* Alas, I’ve been informed, this is a myth. Glass does not flow. But it is such a pretty couple lines I’ll leave it in. Literary license.
The sexiest of all signs is Merging Buses Ahead. There was such a sign, too, on the Hollywood Freeway. I noticed the sign one night a zillion years ago when my bass player, stoned out of his mind, was driving us to a gig. Looking for a shortcut he suddenly pulled into the bus lane. We whizzed past the mystified people waiting at the bus stop and gunned our way back into the slow lane, saving maybe three seconds. As he was holding at least a quarter ounce, was ripped, had an expired driver’s license and an unpaid traffic ticket or two I thought his act showed unusual verve. Had I known the car was unregistered I would have awarded him even more verve. He always was a lucky bastard, though, and those three seconds seemed important. His luck later ran out when be blew a tire while tripping on acid at the Grand Canyon. Without a spare, he stood staring into the vast and infinite beauty of the canyon. Dusk was falling and the sandstones glowed a brilliant red and the whole universe seemed full of color. A park ranger stopped to help, discovered his DMV rap sheet and cuffed him. A drag, of course, though with all that blotter it seemed at the time rather groovy. Like I said, he was a bass player. Anyway, as we zipped past the people waiting for the bus and muscled our way back onto the freeway I noticed the sign on the left. Merging Buses Ahead. It seemed tremendously funny at the time. It became my sign. Some hippie or lady at work would ask me my sign. I’d say Merging Buses Ahead. It had just the right mixture of randomness and disdain. Made a lot of sense in the punk rock eighties. I’d never explain. They’d usually walk away, or change the subject. I was big and mean looking, wore huge steel toed army boots and had developed quite a glower I’d use when annoyed. If asked my sign and I said Merging Buses Ahead and my wife was there she’d explain. He thinks that’s funny, she’d say, he’s an Aries. Oh you’re an Aries…no wonder you said Merging Buses Ahead. I don’t know my wife’s sign–after 34 years I still can’t remember but it’s either Gemini, Scorpio, Aquarius or maybe another–but she knew mine. She doesn’t believe in astrology of course, not a whit (she’s into astronomy and the two can’t mix…she doesn’t believe in UFO’s either) but at least she knows the signs. But then I’m an Aries. You can always tell an Aries because we don’t believe in astrology. We’re arrogant and stubborn and skeptical and confrontational. Lively, though. Fun.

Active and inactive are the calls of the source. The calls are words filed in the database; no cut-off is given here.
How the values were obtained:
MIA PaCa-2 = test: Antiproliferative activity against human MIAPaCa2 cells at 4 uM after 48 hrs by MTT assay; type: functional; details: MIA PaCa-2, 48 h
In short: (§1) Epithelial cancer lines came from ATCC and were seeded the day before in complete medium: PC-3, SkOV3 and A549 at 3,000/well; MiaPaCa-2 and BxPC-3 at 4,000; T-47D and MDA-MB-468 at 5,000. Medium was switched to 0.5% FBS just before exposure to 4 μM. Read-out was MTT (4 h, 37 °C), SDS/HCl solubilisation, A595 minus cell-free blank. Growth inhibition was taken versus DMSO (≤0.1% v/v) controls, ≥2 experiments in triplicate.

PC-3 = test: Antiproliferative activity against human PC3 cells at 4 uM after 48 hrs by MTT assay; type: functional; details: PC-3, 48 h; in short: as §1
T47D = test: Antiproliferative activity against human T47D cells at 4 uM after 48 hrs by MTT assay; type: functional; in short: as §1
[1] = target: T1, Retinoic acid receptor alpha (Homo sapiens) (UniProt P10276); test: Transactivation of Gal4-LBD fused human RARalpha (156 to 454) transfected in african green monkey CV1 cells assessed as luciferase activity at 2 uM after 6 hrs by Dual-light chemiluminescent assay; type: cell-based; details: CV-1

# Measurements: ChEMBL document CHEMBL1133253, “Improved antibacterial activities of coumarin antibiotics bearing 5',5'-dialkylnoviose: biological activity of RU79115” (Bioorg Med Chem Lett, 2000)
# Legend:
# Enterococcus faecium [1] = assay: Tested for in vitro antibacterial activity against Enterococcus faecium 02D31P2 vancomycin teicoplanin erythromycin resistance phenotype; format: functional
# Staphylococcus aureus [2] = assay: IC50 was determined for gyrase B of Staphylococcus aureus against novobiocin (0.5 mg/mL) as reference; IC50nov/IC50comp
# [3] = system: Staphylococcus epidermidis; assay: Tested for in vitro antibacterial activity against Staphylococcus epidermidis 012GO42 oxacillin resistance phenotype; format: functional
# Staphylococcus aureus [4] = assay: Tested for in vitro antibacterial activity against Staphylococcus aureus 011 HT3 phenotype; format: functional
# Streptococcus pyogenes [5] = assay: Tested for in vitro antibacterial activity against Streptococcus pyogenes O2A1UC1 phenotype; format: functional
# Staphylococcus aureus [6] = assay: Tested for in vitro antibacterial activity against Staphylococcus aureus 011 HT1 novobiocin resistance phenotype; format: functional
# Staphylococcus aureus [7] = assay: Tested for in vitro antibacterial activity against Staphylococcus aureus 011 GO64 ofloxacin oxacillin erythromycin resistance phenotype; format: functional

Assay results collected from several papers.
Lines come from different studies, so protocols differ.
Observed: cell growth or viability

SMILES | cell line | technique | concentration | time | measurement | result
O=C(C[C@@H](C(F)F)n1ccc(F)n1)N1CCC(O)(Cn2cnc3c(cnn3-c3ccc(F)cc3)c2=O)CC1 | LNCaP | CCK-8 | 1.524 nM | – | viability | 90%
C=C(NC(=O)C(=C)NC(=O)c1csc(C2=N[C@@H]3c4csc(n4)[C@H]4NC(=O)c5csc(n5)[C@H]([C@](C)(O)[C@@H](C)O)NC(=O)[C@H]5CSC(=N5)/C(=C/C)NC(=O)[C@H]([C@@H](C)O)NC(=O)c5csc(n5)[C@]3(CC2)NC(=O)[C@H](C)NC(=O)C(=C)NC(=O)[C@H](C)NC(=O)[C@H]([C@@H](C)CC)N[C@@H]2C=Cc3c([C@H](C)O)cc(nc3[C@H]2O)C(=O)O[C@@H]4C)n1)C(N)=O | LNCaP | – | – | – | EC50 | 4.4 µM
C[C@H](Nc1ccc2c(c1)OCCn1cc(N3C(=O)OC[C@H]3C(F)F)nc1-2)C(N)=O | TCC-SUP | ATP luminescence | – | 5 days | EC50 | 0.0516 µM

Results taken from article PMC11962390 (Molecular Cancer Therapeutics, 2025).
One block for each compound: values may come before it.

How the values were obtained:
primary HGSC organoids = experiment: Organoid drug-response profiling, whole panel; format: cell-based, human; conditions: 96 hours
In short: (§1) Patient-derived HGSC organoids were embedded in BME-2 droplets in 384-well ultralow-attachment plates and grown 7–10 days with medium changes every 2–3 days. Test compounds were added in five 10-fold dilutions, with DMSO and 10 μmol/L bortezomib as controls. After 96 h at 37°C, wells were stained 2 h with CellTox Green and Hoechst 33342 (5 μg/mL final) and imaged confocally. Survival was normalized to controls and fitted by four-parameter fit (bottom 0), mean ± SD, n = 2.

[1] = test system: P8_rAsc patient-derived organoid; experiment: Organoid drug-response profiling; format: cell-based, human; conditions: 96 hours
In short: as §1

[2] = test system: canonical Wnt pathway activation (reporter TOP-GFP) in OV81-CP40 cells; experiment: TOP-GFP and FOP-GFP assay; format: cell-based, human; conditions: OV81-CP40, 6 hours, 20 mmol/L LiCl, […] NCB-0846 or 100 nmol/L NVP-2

Somewhere in middle age telling people I’m a Merging Buses Ahead lost its zing. It doesn’t seem to come up much anyway. Recently, though, someone asked me my birthday. I told her. Then I told her all the cool people that have been born on my birthday. A whole bunch: Spencer Tracy and Gregory Peck and Bette Davis and Lord Buckley and on and on. Her eyes lit up. Then I told her it was a cool death day too and ran off Howard Hughes and Chiang Kai-shek and Douglas MacArthur and Kurt Cobain and Allen Ginsberg and Saul Bellow and Charlton Heston…. She looked appalled. You know who died on your birthday? Well, yeah, famous people die on your birthday and it’s in the news and it’s easy. She gave me a look–it’s the people who are born on your birthday that matter. The dead, well that’s just sick. She walked away. Wow. I’d just been dissed by an astrology freak. I didn’t even think that was possible.
I suppose it was too late to say Merging Buses Ahead..